Hustle on earthquake story brings traffic from search and social
October 16, 2012 by Steve Buttry
Hustle has always been important in journalism. Its importance has grown as news breaks quickly and search engines and social media bring traffic to the first media outlets to report a story.
Kaitlyn Yeager‘s hustle in quickly posting a story on tonight’s New England earthquake — and smartly making it easy for search engines to find it — brought more than 16,000 views to the story in just over the first couple hours.
After hearing about the swift success, I asked Kaitlyn, a member of the Digital First Media Connecticut breaking news team, to explain what she did and how. She responded in an email I have edited lightly:
Honestly, I think the biggest things were speed and search-engine optimization. Matt DeRienzo (DFM’s Connecticut Editor, who is from Maine, where the earthquake was centered) emailed that his Facebook friends were reporting it, and I clicked to Twitter and saw my feed blowing up.
I SMS’d to the Connecticut properties first, then posted a quick story to New Haven, Middletown and Torrington.
I used the headline “Magnitude 4.6 earthquake centered in Maine felt here in Connecticut.”
The story was just a sentence saying there was an earthquake, a link to the U.S. Geological Survey page, and an invitation for people to post in the comments whether or not they felt it.
The quake happened at 7:12 p.m., Matt emailed at 7:16 p.m., and our New Haven Register story was posted at 7:23 p.m.
Once I posted the story, I linked to it on Facebook, asking people if they felt it, and I tweeted a link to the story.
Looking at Omniture, in the top 10 keywords used to find our site, there were “earthquake maine,” “maine earthquake,” “earthquake,” “earthquake in maine,” “New England earthquake” (this one was probably helped because I said in the story that the quake was felt throughout New England), and “earthquake new England.” There are more earthquake keyword combos lower than the top 10.
As far as SEO goes, I think it helped that I had Maine in the headline before Connecticut, because the epicenter was in Maine, so that’s what people were searching for. I think it just got the right combination of words and the right timing to get a lot of search engine hits.
I’m now going to go through the comments we got and make a little Google Map or list or something outlining where the quake was felt, according to our commenters, to engage back with them now that they’ve engaged with us.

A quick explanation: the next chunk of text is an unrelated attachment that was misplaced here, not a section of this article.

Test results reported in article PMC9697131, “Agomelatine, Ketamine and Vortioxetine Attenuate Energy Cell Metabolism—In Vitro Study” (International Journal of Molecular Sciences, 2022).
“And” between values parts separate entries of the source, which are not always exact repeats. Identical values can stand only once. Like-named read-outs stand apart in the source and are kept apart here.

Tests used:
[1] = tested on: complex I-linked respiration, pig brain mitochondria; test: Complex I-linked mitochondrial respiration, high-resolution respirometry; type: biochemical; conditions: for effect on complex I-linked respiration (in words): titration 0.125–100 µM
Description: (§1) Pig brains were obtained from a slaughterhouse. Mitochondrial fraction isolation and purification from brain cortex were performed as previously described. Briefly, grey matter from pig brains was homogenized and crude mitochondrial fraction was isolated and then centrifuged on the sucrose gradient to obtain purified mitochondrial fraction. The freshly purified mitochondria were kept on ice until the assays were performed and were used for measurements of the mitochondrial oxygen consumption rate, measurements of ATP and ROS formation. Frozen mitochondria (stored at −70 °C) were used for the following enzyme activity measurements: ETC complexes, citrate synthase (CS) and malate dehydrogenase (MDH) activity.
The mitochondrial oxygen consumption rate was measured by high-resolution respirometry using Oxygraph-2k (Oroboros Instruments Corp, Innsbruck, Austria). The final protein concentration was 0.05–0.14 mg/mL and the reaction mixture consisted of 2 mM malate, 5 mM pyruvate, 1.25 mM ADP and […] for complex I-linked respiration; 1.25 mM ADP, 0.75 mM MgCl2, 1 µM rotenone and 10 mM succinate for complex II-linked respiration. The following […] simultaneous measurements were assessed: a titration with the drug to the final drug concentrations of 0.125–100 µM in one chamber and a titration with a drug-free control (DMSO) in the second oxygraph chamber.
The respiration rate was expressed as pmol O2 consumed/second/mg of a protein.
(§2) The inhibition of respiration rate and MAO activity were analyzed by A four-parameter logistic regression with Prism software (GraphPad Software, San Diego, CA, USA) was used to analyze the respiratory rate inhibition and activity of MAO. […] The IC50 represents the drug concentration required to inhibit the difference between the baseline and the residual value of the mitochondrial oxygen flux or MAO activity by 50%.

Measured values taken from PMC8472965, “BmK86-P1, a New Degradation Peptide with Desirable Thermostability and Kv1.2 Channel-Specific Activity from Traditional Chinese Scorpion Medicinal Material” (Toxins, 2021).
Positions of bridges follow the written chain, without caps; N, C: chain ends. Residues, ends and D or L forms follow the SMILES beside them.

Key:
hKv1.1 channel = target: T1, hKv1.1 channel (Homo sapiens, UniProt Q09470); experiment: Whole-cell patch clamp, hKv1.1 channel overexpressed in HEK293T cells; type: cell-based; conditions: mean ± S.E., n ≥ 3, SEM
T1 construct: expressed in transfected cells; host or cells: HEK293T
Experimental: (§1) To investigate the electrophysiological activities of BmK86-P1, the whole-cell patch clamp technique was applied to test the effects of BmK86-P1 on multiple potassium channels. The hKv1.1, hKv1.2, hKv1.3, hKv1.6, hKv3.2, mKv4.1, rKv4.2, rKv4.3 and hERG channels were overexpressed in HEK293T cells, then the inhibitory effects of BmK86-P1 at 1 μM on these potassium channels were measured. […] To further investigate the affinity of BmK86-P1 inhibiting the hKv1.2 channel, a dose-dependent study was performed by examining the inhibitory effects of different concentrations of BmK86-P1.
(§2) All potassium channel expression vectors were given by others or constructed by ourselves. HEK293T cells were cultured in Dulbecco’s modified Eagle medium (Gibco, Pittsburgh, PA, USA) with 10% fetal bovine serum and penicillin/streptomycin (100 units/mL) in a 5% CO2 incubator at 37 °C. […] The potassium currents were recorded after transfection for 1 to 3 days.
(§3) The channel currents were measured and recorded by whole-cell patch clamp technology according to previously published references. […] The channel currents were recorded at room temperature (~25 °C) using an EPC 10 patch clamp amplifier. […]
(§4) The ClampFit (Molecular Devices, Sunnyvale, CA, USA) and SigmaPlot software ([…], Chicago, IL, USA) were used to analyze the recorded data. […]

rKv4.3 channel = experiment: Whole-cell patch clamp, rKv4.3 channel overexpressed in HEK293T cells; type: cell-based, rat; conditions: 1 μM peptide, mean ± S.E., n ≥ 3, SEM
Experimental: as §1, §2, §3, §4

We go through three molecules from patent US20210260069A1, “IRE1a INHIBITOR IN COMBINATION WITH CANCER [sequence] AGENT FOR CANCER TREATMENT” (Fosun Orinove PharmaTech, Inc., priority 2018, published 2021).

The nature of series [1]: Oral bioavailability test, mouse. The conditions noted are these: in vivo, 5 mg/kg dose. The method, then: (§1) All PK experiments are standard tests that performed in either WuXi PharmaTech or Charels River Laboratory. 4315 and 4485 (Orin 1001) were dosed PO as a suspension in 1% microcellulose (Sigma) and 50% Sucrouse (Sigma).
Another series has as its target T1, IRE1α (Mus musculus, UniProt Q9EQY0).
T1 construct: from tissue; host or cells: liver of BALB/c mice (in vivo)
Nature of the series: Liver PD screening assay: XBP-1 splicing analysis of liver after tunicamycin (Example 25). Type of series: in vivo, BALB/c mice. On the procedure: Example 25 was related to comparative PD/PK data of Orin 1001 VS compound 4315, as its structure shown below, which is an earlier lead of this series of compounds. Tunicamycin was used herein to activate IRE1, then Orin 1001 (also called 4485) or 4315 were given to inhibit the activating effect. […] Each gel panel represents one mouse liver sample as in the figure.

Earlier posts about Digital First journalists at work:
The York Daily Record’s Night News and Digital Desk — an updated copy desk
Pottstown Mercury’s wanted-poster-style Pinboard is resulting in arrests
Asking people to share memories: always a good idea on an anniversary
GatheringPoint and Geofeedia help you find social media by location
Denver Post staffers’ #theatershooting coverage demonstrates Twitter breaking news techniques
Geofeedia, slideshows, cleaning up and a snake
‘American Homecomings’ tells veterans’ stories nationwide
York Daily Record quiz helps voters pick candidates reflecting their views
York Daily Record’s ‘Finding Their Way Out’: an old-school digital journalism project
Trentonian’s best-bar tourndy heightens March Madness engagement
Coverage of deadly fire shows Daily Mail’s Digital First progress
What does an engagement editor do? Digital First editors answer
Michigan tornado coverage shows off Heritage journalists’ digital skills
Oakland Press collects community photos of children with a statue
Troy Record’s breaking news coverage drives Facebook discussion
An engaged reporter: no longer ‘just a fly on the wall’
Pottstown Mercury engages bloggers in community food drive
Facebook engagement tips: Use breaking news photos and calls to action
Jeff Edelstein uses Klout to reach people interested in his content
Valentine’s Day: a perfect opportunity for community engagement
Community internships: Oakland Press helps bloggers develop skills
Google+ Hangout helps with video interviews
Banjo app helped Andy Stettler find local tweets
Lisa Fernandez shares a crowdsourcing (or fetching) lesson
Buffy Andrews’ tips for daily beat checks using HootSuite
Larry Altman’s account of live-tweeting a breaking news story
Examples of live-tweeting government meetings
A first try at live-tweeting from the courtroom
Romeo and Juliet on Facebook: great fun and community engagement
San Pedro landslide shows power of social media
Reach out through Facebook to gather information on tragic stories
Engagement opportunities: weather, elections, sports, school fun
Denver Post social media use delivers on mountain lion vs. kitty story
Opening our Journal Register newsrooms to the community
Include staff members’ usernames in tweets promoting your content
Crowdsourcing Hurricane Irene recovery map in Connecticut
JRC journalists use social media to cover earthquake and hurricane
Trentonian uses Google+ and other tools to cover apartment shooting